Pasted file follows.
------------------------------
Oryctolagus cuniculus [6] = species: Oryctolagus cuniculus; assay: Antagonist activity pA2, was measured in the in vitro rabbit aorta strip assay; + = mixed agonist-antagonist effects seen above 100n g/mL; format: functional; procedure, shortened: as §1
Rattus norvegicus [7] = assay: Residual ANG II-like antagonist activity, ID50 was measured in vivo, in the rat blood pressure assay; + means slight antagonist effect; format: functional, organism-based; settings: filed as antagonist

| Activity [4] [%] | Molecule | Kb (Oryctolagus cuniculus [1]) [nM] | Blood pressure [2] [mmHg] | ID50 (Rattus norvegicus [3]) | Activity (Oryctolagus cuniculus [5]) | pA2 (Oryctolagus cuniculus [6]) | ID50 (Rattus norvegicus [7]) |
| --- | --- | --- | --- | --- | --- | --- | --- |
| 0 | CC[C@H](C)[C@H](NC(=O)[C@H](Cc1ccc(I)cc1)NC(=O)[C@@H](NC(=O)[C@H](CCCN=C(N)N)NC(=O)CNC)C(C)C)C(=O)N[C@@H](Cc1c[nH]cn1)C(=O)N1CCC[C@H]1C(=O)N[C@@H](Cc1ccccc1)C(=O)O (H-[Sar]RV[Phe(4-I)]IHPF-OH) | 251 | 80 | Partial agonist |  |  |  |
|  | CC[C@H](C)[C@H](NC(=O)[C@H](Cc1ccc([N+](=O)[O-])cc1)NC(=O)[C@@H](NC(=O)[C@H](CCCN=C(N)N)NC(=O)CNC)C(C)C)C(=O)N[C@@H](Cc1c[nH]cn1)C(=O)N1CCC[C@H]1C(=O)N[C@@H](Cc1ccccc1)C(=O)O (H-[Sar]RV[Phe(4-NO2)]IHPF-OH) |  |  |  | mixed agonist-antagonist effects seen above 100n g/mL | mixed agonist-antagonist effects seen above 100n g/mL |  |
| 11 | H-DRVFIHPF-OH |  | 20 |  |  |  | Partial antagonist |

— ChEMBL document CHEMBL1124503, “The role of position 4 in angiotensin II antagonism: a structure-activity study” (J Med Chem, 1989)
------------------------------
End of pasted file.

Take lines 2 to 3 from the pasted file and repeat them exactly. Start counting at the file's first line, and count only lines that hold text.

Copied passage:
Rattus norvegicus [7] = assay: Residual ANG II-like antagonist activity, ID50 was measured in vivo, in the rat blood pressure assay; + means slight antagonist effect; format: functional, organism-based; settings: filed as antagonist

| Activity [4] [%] | Molecule | Kb (Oryctolagus cuniculus [1]) [nM] | Blood pressure [2] [mmHg] | ID50 (Rattus norvegicus [3]) | Activity (Oryctolagus cuniculus [5]) | pA2 (Oryctolagus cuniculus [6]) | ID50 (Rattus norvegicus [7]) |